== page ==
Forests are natural dust filters, commit CO2 and produce oxygen. What does it mean in facts and figures? An extract of the Bayerische Staatsforsten, shows the forest's performance:
- One hectare of deciduous forest produces 15 tons of oxygen per year, coniferous forests even 30 tons per hectare and year.
- One hectare of forest filters up to fifty tons of soot and dust from the atmosphere every year. Compared to city air, the values are said to be more than 90% better.
- Forests are gigantic carbon dioxide stores. The exact amount of storage depends on the tree species and the local environment. Forests with an average age of 55 years bind 10.6 tons CO2 per hectare and year.
- Trees give so-called terpenes and essential oils, which not only give the forest its typical spicy smell and are beneficial for the bronchial tubes. This is due to the ability of essential oils to fight bacteria, germs and even viruses.
Clean air is essential for a healthy life. If we breathe in too many pollutants, this can have health consequences;
- irritation of the bronchi
- in deeper airways tissue damage and inflammation
- damage to the cardiovascular system
- damage to the pulmonary alveoli
Emissions from industry, agriculture, combustion processes and traffic are mainly responsible for air pollutants, especially particulate matter and nitrogen oxides. The German Society for Pneumology and Respiratory Medicine (DGP) therefore recommends that a "culture of air pollution avoidance" be specifically promoted - for further sustainable improvement of air quality.
Particularly in cities along busy roads the load is higher than in nature. Following the German Forest Protection Association large, contiguous forest areas near cities have a beneficial effect on the climate. The temperature differences between forest and city of 4° to 8°C cause a permanent exchange of air.
The green seems to be closely connected to humans, starting with the colour itself: "From the point of view of evolutionary biology it is obvious that there is a special relationship between humans and nature. The outstanding role of green nature is also underlined by the fact that the human eye can detect the color green in extremely high resolution. This alone is a clear indication of why people are always dependent on a green environment," said Prof. Dr. Joachim Heinrich, head of global environmental medicine at the Ludwig Maximilian University Munich.
The astonishing effect of the view into the greenery alone: The window view into the greenery alone helps people to get well faster after an operation. In addition, they need less painkillers than patients looking at grey walls. This was the result of a scientific paper by the Swedish physician Roger Ulrich, published in the magazine Science as early as 1984.
When you enter the forest, it quickly shields you from noise in a calming way. In addition, the treetops create a positive climate for the organism through their leaf canopy and through evaporation - the so-called forest interior climate is pleasantly cool with higher humidity, less wind and subdued light intensity. This alone can have a positive effect on headaches or respiratory diseases.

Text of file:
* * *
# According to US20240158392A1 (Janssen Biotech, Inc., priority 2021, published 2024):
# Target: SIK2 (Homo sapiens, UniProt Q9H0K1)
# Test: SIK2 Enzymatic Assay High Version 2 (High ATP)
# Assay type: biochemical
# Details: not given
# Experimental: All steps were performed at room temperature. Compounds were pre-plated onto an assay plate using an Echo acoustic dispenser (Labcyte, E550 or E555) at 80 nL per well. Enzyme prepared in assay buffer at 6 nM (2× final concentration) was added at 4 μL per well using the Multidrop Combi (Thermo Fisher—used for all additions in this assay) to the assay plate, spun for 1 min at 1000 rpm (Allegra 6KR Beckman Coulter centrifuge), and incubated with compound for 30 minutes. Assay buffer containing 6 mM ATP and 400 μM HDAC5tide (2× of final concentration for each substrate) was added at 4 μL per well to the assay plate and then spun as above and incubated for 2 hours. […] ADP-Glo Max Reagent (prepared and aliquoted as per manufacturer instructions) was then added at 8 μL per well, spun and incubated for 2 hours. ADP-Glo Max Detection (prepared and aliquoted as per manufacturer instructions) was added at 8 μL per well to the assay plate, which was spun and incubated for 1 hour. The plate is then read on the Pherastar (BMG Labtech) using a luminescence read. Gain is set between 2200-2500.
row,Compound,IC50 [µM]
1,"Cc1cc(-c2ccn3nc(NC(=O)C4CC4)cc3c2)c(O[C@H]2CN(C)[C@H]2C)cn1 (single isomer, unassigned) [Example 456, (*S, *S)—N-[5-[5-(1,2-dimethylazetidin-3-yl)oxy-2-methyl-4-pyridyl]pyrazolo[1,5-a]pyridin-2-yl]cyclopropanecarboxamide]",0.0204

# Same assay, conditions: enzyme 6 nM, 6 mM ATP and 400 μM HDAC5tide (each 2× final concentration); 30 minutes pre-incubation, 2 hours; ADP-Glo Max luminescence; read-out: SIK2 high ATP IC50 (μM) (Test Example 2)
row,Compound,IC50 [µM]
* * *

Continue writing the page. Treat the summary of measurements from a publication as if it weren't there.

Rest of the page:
Annette Bernjus, Seminar leader for Forest Bathing and book author knows this demonstrably positive effect of the forest: "Forest is a natural stress killer. It demonstrably activates the Parasympathetic nervous system. It is part of the vegetative nervous system and is also called the "rest nerve". The stress hormones cortisol, adrenaline and noradrenaline are strongly reduced which is always good, also for the prevention of depression and burnout or: in acute cases. Breathing in the forest air substances does the rest and helps lower blood pressure. The better stress management also improves the quality of sleep."
When asked when the forest starts to unfold its positive effects, Bernjus replies: "Of course, just the sight of the forest has something soothing about it. Its effect begins with immersion in the forest - every minute in the forest does us good. Those who take two hours of time for the forest at the weekend create a good stress management depot for the working week. Because: the recreational effect in the forest lasts for a while."
Dr. Quing Li, a physician specializing in environmental medicine and professor at the Nippon Medical School in Tokyo, has been researching the relationship between forests and human health for many years. Among other things, he found out that stays in the forest also influence the number and activity of our natural killer cells in the blood. They can kill abnormal cells such as tumor cells and virus-infected cells. For example, stays in the forest could be a preventive measure against serious diseases. Forest and health research, the so-called "Forest Medicine" has been a separate discipline in Japan since 2012.
The current president of Japanese forest medicine, Quing Li, also coined the term "Shinrin-Yoku" = Forest Bathing. This natural therapy has been in existence in Japan since 1982 and involves the attentive perception of the forest with all five senses and the use of its healing effects.
The effects of forest medicine and nature are occupying researchers worldwide and are being taken more and more seriously. In Japan, Shinrin-Yoku has long been promoted by health systems as a health prevention measure - Japanese doctors even issue prescriptions for "forest baths".
Also the Shetlands announced in late 2018 that doctors may prescribe activities in nature such as sea walks, dog walks and the like on prescription. In parallel, the Shetland National Health Service has drafted a Monthly calendar with suitable small recommendations for outdoor activities.
The forest commissioner of the German government, Cajus Caesar, loudly demanded ZDF News the health insurance companies to use the healing forest more for health care.